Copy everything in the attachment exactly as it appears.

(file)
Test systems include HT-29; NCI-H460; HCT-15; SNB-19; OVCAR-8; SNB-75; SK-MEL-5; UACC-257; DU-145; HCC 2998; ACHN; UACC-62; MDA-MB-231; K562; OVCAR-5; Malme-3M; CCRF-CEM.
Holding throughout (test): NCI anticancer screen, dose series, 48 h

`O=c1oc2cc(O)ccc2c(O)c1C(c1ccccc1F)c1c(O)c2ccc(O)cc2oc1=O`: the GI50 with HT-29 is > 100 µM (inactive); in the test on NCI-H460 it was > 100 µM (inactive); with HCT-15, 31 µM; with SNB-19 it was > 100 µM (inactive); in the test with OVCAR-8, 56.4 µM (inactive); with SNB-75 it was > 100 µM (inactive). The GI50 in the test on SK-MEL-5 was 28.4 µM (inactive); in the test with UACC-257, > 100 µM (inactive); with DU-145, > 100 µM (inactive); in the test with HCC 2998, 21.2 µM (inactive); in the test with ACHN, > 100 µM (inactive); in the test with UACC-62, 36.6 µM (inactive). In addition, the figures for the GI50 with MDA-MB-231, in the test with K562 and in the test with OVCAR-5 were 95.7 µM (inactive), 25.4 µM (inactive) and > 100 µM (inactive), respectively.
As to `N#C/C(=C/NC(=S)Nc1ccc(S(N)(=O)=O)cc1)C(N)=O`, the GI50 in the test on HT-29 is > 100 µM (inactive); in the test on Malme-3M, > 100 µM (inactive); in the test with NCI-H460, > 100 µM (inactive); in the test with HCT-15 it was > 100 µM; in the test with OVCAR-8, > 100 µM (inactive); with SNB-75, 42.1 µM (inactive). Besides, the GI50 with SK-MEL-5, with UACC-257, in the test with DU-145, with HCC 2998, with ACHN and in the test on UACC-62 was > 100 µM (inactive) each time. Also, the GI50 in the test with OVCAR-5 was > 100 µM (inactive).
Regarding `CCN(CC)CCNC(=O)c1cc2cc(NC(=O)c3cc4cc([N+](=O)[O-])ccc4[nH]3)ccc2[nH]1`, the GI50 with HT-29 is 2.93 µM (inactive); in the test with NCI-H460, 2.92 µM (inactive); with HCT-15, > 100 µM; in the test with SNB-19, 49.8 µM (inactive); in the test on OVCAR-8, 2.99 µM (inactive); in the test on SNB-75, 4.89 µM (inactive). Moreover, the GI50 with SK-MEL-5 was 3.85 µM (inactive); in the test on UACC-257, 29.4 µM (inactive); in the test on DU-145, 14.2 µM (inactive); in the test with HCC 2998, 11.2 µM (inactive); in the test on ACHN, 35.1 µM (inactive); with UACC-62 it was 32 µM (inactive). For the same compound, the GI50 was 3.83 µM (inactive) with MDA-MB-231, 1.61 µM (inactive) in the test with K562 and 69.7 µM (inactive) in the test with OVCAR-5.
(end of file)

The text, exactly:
Test systems include HT-29; NCI-H460; HCT-15; SNB-19; OVCAR-8; SNB-75; SK-MEL-5; UACC-257; DU-145; HCC 2998; ACHN; UACC-62; MDA-MB-231; K562; OVCAR-5; Malme-3M; CCRF-CEM.
Holding throughout (test): NCI anticancer screen, dose series, 48 h

`O=c1oc2cc(O)ccc2c(O)c1C(c1ccccc1F)c1c(O)c2ccc(O)cc2oc1=O`: the GI50 with HT-29 is > 100 µM (inactive); in the test on NCI-H460 it was > 100 µM (inactive); with HCT-15, 31 µM; with SNB-19 it was > 100 µM (inactive); in the test with OVCAR-8, 56.4 µM (inactive); with SNB-75 it was > 100 µM (inactive). The GI50 in the test on SK-MEL-5 was 28.4 µM (inactive); in the test with UACC-257, > 100 µM (inactive); with DU-145, > 100 µM (inactive); in the test with HCC 2998, 21.2 µM (inactive); in the test with ACHN, > 100 µM (inactive); in the test with UACC-62, 36.6 µM (inactive). In addition, the figures for the GI50 with MDA-MB-231, in the test with K562 and in the test with OVCAR-5 were 95.7 µM (inactive), 25.4 µM (inactive) and > 100 µM (inactive), respectively.
As to `N#C/C(=C/NC(=S)Nc1ccc(S(N)(=O)=O)cc1)C(N)=O`, the GI50 in the test on HT-29 is > 100 µM (inactive); in the test on Malme-3M, > 100 µM (inactive); in the test with NCI-H460, > 100 µM (inactive); in the test with HCT-15 it was > 100 µM; in the test with OVCAR-8, > 100 µM (inactive); with SNB-75, 42.1 µM (inactive). Besides, the GI50 with SK-MEL-5, with UACC-257, in the test with DU-145, with HCC 2998, with ACHN and in the test on UACC-62 was > 100 µM (inactive) each time. Also, the GI50 in the test with OVCAR-5 was > 100 µM (inactive).
Regarding `CCN(CC)CCNC(=O)c1cc2cc(NC(=O)c3cc4cc([N+](=O)[O-])ccc4[nH]3)ccc2[nH]1`, the GI50 with HT-29 is 2.93 µM (inactive); in the test with NCI-H460, 2.92 µM (inactive); with HCT-15, > 100 µM; in the test with SNB-19, 49.8 µM (inactive); in the test on OVCAR-8, 2.99 µM (inactive); in the test on SNB-75, 4.89 µM (inactive). Moreover, the GI50 with SK-MEL-5 was 3.85 µM (inactive); in the test on UACC-257, 29.4 µM (inactive); in the test on DU-145, 14.2 µM (inactive); in the test with HCC 2998, 11.2 µM (inactive); in the test on ACHN, 35.1 µM (inactive); with UACC-62 it was 32 µM (inactive). For the same compound, the GI50 was 3.83 µM (inactive) with MDA-MB-231, 1.61 µM (inactive) in the test with K562 and 69.7 µM (inactive) in the test with OVCAR-5.